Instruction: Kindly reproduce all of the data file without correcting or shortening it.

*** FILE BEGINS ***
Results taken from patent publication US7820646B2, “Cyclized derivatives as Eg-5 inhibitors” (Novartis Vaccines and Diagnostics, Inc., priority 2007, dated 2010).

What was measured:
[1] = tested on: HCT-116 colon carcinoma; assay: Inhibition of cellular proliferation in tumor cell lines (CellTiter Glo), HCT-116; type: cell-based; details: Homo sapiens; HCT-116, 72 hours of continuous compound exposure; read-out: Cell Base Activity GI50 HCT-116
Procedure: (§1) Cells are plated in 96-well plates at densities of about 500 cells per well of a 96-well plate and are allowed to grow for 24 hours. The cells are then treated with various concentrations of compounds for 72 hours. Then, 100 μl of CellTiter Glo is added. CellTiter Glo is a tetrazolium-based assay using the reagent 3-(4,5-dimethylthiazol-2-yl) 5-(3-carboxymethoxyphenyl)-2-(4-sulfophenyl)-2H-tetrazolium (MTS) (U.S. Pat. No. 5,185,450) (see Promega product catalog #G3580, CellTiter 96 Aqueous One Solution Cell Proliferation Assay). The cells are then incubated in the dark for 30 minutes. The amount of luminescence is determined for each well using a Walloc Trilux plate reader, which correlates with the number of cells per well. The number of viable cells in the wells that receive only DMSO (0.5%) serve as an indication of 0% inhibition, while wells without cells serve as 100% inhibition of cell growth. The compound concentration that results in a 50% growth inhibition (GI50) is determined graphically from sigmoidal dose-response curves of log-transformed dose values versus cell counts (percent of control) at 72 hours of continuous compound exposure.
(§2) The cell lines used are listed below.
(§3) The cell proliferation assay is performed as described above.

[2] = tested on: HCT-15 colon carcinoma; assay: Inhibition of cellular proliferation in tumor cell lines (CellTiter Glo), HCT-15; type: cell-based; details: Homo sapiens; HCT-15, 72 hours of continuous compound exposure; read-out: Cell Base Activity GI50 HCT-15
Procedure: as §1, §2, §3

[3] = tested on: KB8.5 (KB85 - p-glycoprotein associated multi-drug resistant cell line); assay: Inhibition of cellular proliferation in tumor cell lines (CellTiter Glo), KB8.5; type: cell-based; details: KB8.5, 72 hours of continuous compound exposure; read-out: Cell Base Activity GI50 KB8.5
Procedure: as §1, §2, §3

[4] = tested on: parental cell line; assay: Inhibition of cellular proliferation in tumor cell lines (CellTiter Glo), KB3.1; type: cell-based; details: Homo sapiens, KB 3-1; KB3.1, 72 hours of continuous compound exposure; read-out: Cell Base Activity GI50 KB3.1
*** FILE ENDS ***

Results taken from patent publication US7820646B2, “Cyclized derivatives as Eg-5 inhibitors” (Novartis Vaccines and Diagnostics, Inc., priority 2007, dated 2010).

What was measured:
[1] = tested on: HCT-116 colon carcinoma; assay: Inhibition of cellular proliferation in tumor cell lines (CellTiter Glo), HCT-116; type: cell-based; details: Homo sapiens; HCT-116, 72 hours of continuous compound exposure; read-out: Cell Base Activity GI50 HCT-116
Procedure: (§1) Cells are plated in 96-well plates at densities of about 500 cells per well of a 96-well plate and are allowed to grow for 24 hours. The cells are then treated with various concentrations of compounds for 72 hours. Then, 100 μl of CellTiter Glo is added. CellTiter Glo is a tetrazolium-based assay using the reagent 3-(4,5-dimethylthiazol-2-yl) 5-(3-carboxymethoxyphenyl)-2-(4-sulfophenyl)-2H-tetrazolium (MTS) (U.S. Pat. No. 5,185,450) (see Promega product catalog #G3580, CellTiter 96 Aqueous One Solution Cell Proliferation Assay). The cells are then incubated in the dark for 30 minutes. The amount of luminescence is determined for each well using a Walloc Trilux plate reader, which correlates with the number of cells per well. The number of viable cells in the wells that receive only DMSO (0.5%) serve as an indication of 0% inhibition, while wells without cells serve as 100% inhibition of cell growth. The compound concentration that results in a 50% growth inhibition (GI50) is determined graphically from sigmoidal dose-response curves of log-transformed dose values versus cell counts (percent of control) at 72 hours of continuous compound exposure.
(§2) The cell lines used are listed below.
(§3) The cell proliferation assay is performed as described above.

[2] = tested on: HCT-15 colon carcinoma; assay: Inhibition of cellular proliferation in tumor cell lines (CellTiter Glo), HCT-15; type: cell-based; details: Homo sapiens; HCT-15, 72 hours of continuous compound exposure; read-out: Cell Base Activity GI50 HCT-15
Procedure: as §1, §2, §3

[3] = tested on: KB8.5 (KB85 - p-glycoprotein associated multi-drug resistant cell line); assay: Inhibition of cellular proliferation in tumor cell lines (CellTiter Glo), KB8.5; type: cell-based; details: KB8.5, 72 hours of continuous compound exposure; read-out: Cell Base Activity GI50 KB8.5
Procedure: as §1, §2, §3

[4] = tested on: parental cell line; assay: Inhibition of cellular proliferation in tumor cell lines (CellTiter Glo), KB3.1; type: cell-based; details: Homo sapiens, KB 3-1; KB3.1, 72 hours of continuous compound exposure; read-out: Cell Base Activity GI50 KB3.1